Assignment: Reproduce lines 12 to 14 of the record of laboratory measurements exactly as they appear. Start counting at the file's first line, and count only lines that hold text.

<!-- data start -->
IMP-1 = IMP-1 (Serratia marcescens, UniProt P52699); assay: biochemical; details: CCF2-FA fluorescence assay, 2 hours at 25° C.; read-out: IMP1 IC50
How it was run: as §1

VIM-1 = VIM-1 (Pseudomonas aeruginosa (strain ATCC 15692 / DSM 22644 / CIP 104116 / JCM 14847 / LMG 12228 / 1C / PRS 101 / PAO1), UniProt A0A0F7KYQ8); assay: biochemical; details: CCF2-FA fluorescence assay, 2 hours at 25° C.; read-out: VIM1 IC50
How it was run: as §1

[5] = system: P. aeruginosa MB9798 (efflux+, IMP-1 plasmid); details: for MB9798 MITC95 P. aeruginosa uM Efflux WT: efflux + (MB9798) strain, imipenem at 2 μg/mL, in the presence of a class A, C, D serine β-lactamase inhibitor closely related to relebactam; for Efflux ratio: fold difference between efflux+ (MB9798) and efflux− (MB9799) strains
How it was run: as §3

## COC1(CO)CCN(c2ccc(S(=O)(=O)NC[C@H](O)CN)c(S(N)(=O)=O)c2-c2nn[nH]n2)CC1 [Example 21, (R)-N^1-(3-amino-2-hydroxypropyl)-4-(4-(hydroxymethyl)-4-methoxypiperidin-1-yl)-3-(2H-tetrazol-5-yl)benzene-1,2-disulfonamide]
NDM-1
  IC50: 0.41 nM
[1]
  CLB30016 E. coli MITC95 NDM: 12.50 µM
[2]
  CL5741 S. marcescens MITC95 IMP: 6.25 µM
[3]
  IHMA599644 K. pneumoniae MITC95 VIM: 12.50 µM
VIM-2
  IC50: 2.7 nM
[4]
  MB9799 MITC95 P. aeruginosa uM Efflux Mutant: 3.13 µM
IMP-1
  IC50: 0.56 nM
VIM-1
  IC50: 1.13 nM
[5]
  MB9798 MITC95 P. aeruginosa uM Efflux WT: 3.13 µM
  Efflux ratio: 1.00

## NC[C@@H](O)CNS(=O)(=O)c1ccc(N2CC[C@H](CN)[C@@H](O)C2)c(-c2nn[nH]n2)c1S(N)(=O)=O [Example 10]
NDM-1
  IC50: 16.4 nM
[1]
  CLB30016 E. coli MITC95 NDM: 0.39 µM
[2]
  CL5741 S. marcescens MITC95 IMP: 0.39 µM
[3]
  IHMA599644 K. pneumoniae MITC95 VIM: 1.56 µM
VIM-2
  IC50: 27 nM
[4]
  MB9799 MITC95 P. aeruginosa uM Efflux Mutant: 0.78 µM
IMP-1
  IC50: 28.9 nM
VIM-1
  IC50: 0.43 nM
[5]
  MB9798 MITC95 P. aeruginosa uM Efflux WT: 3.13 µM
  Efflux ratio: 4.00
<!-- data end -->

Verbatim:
[2]
  CL5741 S. marcescens MITC95 IMP: 6.25 µM
[3]